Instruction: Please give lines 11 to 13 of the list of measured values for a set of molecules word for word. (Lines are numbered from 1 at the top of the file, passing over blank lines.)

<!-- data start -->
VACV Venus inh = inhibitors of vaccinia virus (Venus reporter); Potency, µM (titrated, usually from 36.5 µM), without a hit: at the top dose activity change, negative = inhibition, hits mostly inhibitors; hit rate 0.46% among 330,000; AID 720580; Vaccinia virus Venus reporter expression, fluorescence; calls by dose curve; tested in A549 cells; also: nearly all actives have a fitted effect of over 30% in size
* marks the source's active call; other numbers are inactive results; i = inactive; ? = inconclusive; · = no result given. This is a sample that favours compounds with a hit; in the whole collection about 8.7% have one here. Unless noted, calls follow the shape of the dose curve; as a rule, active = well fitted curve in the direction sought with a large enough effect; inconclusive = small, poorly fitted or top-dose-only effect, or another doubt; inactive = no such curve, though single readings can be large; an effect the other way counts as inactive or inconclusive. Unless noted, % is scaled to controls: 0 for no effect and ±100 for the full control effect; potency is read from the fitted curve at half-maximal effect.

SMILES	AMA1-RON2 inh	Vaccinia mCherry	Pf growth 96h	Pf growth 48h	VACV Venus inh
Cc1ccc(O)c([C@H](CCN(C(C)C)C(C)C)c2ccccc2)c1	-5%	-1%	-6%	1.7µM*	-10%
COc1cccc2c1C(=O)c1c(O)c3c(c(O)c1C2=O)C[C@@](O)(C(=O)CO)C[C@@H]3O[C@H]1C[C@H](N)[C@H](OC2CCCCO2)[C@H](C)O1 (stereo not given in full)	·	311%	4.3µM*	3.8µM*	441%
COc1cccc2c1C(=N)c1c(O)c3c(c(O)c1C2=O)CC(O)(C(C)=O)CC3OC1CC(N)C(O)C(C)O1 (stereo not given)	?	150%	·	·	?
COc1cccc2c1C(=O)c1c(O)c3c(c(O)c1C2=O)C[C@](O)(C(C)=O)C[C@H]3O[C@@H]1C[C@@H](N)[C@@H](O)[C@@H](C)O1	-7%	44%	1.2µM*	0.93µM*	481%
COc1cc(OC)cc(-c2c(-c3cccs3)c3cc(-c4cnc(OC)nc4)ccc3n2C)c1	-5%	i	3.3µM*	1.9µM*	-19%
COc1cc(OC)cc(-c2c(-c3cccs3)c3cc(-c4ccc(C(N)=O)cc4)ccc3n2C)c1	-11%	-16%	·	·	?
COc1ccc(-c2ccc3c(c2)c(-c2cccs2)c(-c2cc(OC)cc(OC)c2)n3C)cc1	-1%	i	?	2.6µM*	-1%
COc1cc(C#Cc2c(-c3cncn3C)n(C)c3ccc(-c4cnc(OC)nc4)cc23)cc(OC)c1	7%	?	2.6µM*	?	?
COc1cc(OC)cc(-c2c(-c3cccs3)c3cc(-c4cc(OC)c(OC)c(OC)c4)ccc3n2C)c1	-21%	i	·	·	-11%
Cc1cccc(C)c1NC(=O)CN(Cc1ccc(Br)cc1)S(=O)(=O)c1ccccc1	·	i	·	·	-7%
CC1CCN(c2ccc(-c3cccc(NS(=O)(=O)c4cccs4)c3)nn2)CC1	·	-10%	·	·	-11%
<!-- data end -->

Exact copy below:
COc1cc(C#Cc2c(-c3cncn3C)n(C)c3ccc(-c4cnc(OC)nc4)cc23)cc(OC)c1	7%	?	2.6µM*	?	?
COc1cc(OC)cc(-c2c(-c3cccs3)c3cc(-c4cc(OC)c(OC)c(OC)c4)ccc3n2C)c1	-21%	i	·	·	-11%
Cc1cccc(C)c1NC(=O)CN(Cc1ccc(Br)cc1)S(=O)(=O)c1ccccc1	·	i	·	·	-7%